After a long search, the Oscars have found their next host in funny man Kevin Hart. The comedian and the Academy of Motion Picture Arts and Sciences announced the news Tuesday.

“For years I have been asked if I would ever Host the Oscars and my answer was always the same,” Hart wrote on social media. “I said that it would be an opportunity of a lifetime for me as a comedian and that it would happen when it’s suppose to. I am so happy to say the day has finally come for me to host the Oscars.”

He added, “I will be sure to make this years Oscars a special one. I appreciate the @TheAcademy for the opportunity ….now it’s time to rise to the occasion.”

The Academy retweeted Hart’s message, adding, “Welcome to the family.”

The Academy has weathered a rocky ride in recent years, with the #OscarsSoWhite debacle set off by two consecutive years of all-white acting nominees, a Best Picture mishap on stage in 2017, and the lowest ratings to date from this year’s ceremony, where host Jimmy Kimmel had to tackle the immediate aftermath of the #MeToo movement and the Time’s Up campaign. The show only drew 26.5 million U.S. viewers, down from 32 million in 2017.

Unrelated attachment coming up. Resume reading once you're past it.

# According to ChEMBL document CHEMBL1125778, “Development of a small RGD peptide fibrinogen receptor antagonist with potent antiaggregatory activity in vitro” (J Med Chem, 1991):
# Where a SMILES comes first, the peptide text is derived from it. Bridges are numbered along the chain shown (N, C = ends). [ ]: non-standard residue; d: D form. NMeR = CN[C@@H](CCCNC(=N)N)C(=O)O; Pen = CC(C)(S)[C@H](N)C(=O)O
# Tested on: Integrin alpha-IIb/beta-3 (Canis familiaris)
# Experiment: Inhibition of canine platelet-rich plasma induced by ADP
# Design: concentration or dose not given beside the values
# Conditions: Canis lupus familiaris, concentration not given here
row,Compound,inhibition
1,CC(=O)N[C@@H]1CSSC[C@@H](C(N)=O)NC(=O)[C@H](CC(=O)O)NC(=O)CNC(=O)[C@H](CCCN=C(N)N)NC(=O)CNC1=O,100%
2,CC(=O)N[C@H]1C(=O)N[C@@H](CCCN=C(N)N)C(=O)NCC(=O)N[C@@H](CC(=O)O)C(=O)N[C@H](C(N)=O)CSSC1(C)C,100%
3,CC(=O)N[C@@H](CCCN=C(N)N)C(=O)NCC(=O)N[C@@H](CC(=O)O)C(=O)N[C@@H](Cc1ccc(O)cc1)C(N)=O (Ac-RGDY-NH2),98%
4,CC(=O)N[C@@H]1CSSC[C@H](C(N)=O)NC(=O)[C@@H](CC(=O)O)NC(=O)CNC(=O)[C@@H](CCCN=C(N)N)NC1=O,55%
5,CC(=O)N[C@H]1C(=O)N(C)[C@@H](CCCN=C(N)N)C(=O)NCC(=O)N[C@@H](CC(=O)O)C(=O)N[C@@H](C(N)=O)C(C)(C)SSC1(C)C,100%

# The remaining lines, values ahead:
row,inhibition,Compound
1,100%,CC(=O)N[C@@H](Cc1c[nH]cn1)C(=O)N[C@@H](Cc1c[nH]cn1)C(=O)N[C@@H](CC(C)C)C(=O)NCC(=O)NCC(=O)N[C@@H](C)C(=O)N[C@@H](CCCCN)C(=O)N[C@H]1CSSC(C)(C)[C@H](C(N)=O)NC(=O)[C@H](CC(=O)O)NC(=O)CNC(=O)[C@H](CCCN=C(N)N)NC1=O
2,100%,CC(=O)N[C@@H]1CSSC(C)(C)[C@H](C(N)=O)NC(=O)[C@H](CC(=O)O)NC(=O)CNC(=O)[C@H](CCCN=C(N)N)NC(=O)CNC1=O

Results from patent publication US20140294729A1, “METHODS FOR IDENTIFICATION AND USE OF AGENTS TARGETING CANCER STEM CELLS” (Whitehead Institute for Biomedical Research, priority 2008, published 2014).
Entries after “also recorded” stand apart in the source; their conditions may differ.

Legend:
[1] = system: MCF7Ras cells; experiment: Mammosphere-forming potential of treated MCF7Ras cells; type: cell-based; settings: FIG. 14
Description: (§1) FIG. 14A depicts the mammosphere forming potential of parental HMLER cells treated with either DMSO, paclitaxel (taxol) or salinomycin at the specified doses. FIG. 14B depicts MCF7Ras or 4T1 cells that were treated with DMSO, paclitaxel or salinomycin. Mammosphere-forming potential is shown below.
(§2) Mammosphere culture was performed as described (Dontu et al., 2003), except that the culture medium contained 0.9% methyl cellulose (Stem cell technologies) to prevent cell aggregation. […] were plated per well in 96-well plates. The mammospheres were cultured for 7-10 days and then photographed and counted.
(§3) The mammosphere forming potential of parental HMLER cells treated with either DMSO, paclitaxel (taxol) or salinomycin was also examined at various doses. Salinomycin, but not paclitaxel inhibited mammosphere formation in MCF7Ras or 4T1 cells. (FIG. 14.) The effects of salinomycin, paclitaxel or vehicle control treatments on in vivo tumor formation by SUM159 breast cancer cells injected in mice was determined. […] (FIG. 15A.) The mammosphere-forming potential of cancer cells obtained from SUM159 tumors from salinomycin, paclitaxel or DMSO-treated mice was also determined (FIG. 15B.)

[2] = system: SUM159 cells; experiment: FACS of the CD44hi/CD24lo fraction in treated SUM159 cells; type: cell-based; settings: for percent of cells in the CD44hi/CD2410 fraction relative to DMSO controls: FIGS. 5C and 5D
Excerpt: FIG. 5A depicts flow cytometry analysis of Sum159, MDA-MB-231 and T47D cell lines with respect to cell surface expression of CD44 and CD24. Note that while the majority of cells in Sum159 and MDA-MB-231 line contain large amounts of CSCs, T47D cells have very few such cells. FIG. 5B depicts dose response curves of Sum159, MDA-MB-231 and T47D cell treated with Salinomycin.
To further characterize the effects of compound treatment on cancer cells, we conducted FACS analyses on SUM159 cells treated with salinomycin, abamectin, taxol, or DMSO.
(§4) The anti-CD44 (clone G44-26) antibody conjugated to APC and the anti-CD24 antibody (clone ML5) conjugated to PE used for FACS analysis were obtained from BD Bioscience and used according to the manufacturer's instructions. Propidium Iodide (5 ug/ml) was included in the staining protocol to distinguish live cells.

The biggest issue facing the Oscars is the lack of popular films among its nominees, as voters have a penchant for honoring weighty dramas or independent and art-house fare. This year saw Guillermo del Toro’s The Shape of Water edge out Lady Bird, Get Out, Dunkirk, Call Me By Your Name, Darkest Hour, The Post, Phantom Thread, and Three Billboards Outside Ebbing, Missouri in the Best Picture race. None of the contenders were among the year’s top 10 films at the U.S. box office, which included Star Wars: The Last Jedi, Wonder Woman, and Jumanji: Welcome to the Jungle (the latter of which starred Hart).

After an aborted attempt to introduce a new category at the 2019 Oscars that would honor “popular films” of the year — a proposal that was widely panned, given the lack of clear criteria of how to judge what’s popular — the Academy needed more than ever to harness a host with recognizable star power and an ability to attract and engage audiences around the world.

Hart, 39, has carved a career through stand-up into big-budget action-comedies such as the Ride Along franchise, Central Intelligence, and Get Hard, films that don’t get a look in at the Oscars. He’ll be next seen alongside Bryan Cranston in The Upside, a remake of the French film Les Intouchables, about a wealthy entrepreneur who is left paralyzed after an accident and hires a recently paroled man to be his live-in assistant, a role that will allow Hart to showcase more of his dramatic side.

With the Oscars, Hart will take on the biggest hosting gig on U.S. television, while following in the footsteps of fellow comedians like Kimmel, Chris Rock, Billy Crystal, and Whoopi Goldberg.

The 91st Academy Awards will be held Feb. 24.